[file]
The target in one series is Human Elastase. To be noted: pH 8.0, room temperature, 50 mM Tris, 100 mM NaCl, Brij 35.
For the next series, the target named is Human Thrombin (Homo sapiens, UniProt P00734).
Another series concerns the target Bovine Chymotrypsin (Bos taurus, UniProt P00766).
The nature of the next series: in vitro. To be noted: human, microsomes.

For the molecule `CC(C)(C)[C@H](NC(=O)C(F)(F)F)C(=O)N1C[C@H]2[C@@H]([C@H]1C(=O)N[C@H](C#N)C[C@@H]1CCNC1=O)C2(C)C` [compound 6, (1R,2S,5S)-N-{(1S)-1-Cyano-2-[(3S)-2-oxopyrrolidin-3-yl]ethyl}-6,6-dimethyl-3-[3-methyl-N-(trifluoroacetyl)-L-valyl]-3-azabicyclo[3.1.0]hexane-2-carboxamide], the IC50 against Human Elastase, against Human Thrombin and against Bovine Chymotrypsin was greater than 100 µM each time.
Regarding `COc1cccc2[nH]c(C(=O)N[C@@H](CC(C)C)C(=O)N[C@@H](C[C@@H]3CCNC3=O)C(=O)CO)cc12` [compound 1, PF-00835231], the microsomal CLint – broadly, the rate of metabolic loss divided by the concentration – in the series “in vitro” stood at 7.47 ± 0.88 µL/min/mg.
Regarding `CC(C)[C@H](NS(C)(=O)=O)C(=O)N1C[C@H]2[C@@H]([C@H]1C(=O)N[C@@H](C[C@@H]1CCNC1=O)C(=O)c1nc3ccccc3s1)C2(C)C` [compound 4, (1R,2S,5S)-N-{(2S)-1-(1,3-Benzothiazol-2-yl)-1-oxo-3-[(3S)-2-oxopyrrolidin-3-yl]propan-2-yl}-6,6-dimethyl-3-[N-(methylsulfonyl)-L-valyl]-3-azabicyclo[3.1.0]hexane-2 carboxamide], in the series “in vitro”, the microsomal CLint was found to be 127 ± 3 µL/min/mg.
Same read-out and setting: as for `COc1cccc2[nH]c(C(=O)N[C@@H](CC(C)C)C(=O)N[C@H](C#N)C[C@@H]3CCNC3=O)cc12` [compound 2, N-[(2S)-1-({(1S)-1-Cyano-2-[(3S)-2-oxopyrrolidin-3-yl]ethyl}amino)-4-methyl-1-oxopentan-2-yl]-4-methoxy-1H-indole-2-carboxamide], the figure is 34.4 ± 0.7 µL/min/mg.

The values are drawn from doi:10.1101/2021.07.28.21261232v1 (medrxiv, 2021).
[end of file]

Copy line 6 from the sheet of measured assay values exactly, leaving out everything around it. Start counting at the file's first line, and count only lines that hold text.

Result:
Regarding `COc1cccc2[nH]c(C(=O)N[C@@H](CC(C)C)C(=O)N[C@@H](C[C@@H]3CCNC3=O)C(=O)CO)cc12` [compound 1, PF-00835231], the microsomal CLint – broadly, the rate of metabolic loss divided by the concentration – in the series “in vitro” stood at 7.47 ± 0.88 µL/min/mg.